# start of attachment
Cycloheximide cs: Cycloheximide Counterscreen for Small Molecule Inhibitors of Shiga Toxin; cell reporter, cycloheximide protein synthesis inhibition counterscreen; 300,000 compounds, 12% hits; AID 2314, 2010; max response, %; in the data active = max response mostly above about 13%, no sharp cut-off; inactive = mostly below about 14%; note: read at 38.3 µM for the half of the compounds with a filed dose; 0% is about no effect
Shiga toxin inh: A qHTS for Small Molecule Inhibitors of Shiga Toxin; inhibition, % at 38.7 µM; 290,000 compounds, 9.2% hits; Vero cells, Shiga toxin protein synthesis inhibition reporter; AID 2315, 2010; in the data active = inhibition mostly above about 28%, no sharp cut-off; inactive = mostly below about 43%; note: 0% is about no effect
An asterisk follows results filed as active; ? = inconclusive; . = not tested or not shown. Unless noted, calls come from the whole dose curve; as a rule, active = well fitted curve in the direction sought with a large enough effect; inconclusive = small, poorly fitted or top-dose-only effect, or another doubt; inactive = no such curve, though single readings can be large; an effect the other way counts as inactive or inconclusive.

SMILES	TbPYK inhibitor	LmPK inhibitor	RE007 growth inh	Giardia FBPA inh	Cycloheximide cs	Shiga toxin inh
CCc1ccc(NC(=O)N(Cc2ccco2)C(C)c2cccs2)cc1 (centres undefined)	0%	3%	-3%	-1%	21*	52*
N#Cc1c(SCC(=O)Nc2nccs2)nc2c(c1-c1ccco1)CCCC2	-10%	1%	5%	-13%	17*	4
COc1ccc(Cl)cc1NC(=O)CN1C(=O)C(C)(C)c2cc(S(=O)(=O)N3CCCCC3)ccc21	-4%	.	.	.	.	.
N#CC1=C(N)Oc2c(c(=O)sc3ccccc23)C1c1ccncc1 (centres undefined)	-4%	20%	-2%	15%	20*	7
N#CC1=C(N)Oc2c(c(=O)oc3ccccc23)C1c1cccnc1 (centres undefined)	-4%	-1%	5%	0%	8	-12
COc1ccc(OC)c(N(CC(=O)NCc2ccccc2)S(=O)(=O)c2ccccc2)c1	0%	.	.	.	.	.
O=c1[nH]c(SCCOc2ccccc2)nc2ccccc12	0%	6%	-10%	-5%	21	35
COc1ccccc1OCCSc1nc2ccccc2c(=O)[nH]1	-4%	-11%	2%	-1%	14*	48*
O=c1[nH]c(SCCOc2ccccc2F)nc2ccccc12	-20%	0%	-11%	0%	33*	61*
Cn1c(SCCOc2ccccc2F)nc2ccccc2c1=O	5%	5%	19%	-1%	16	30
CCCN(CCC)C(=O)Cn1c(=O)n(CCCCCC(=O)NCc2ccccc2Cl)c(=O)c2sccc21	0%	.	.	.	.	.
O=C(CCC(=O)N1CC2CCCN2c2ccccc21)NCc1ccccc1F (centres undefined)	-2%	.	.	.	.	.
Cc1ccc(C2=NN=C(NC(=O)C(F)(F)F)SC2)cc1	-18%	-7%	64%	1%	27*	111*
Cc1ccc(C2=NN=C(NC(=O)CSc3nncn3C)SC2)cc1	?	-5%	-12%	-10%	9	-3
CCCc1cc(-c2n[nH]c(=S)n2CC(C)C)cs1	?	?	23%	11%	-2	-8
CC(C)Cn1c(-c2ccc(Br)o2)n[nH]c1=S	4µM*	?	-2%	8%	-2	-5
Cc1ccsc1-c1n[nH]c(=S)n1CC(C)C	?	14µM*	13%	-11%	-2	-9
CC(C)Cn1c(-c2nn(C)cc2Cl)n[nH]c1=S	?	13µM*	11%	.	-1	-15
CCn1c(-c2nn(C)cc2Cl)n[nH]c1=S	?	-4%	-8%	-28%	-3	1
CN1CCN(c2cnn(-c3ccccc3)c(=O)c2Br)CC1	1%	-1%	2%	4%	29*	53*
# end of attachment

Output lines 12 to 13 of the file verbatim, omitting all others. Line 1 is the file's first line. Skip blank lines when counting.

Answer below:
COc1ccccc1OCCSc1nc2ccccc2c(=O)[nH]1	-4%	-11%	2%	-1%	14*	48*
O=c1[nH]c(SCCOc2ccccc2F)nc2ccccc12	-20%	0%	-11%	0%	33*	61*